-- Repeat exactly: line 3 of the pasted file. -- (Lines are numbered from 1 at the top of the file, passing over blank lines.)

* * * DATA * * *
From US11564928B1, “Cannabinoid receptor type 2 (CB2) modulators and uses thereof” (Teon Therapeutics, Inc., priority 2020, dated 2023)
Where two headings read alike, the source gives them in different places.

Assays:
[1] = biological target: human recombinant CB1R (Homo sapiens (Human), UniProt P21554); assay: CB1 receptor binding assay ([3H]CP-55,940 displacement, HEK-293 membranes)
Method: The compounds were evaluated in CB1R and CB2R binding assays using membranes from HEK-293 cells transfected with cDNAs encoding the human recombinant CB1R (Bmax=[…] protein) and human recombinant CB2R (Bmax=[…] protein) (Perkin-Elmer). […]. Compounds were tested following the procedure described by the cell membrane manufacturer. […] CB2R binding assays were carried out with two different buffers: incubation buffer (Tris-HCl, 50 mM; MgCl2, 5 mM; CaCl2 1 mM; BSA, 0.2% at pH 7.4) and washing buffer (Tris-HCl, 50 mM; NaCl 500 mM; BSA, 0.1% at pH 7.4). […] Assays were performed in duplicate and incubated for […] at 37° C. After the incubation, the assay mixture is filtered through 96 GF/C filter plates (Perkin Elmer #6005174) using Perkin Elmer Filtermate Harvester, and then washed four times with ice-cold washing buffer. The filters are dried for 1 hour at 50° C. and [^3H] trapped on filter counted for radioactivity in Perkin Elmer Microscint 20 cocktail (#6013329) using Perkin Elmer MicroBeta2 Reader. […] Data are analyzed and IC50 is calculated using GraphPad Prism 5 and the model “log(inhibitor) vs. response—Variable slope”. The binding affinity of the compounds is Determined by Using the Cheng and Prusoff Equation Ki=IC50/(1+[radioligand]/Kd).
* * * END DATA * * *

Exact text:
Assays: